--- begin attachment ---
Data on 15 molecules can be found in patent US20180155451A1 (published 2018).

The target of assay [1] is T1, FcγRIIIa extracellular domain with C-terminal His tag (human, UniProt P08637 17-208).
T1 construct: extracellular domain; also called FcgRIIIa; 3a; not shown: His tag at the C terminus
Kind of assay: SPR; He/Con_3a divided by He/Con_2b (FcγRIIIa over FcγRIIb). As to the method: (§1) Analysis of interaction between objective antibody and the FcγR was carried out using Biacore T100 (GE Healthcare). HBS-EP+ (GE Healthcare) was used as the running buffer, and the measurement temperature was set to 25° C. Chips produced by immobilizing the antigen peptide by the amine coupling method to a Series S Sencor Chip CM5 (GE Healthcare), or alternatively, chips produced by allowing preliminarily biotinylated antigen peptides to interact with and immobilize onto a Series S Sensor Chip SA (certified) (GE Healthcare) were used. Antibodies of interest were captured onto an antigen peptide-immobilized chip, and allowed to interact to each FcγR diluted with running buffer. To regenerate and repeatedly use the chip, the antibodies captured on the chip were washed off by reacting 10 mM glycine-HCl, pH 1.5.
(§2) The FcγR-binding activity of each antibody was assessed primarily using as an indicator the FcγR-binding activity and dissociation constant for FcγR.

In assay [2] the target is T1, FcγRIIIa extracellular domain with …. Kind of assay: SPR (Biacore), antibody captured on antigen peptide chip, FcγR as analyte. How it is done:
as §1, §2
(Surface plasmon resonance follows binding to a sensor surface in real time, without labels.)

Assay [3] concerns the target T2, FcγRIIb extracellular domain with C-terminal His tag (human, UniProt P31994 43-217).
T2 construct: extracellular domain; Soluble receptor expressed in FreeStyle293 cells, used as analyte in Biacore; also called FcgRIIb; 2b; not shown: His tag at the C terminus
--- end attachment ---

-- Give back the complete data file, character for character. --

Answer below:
Data on 15 molecules can be found in patent US20180155451A1 (published 2018).

The target of assay [1] is T1, FcγRIIIa extracellular domain with C-terminal His tag (human, UniProt P08637 17-208).
T1 construct: extracellular domain; also called FcgRIIIa; 3a; not shown: His tag at the C terminus
Kind of assay: SPR; He/Con_3a divided by He/Con_2b (FcγRIIIa over FcγRIIb). As to the method: (§1) Analysis of interaction between objective antibody and the FcγR was carried out using Biacore T100 (GE Healthcare). HBS-EP+ (GE Healthcare) was used as the running buffer, and the measurement temperature was set to 25° C. Chips produced by immobilizing the antigen peptide by the amine coupling method to a Series S Sencor Chip CM5 (GE Healthcare), or alternatively, chips produced by allowing preliminarily biotinylated antigen peptides to interact with and immobilize onto a Series S Sensor Chip SA (certified) (GE Healthcare) were used. Antibodies of interest were captured onto an antigen peptide-immobilized chip, and allowed to interact to each FcγR diluted with running buffer. To regenerate and repeatedly use the chip, the antibodies captured on the chip were washed off by reacting 10 mM glycine-HCl, pH 1.5.
(§2) The FcγR-binding activity of each antibody was assessed primarily using as an indicator the FcγR-binding activity and dissociation constant for FcγR.

In assay [2] the target is T1, FcγRIIIa extracellular domain with …. Kind of assay: SPR (Biacore), antibody captured on antigen peptide chip, FcγR as analyte. How it is done:
as §1, §2
(Surface plasmon resonance follows binding to a sensor surface in real time, without labels.)

Assay [3] concerns the target T2, FcγRIIb extracellular domain with C-terminal His tag (human, UniProt P31994 43-217).
T2 construct: extracellular domain; Soluble receptor expressed in FreeStyle293 cells, used as analyte in Biacore; also called FcgRIIb; 2b; not shown: His tag at the C terminus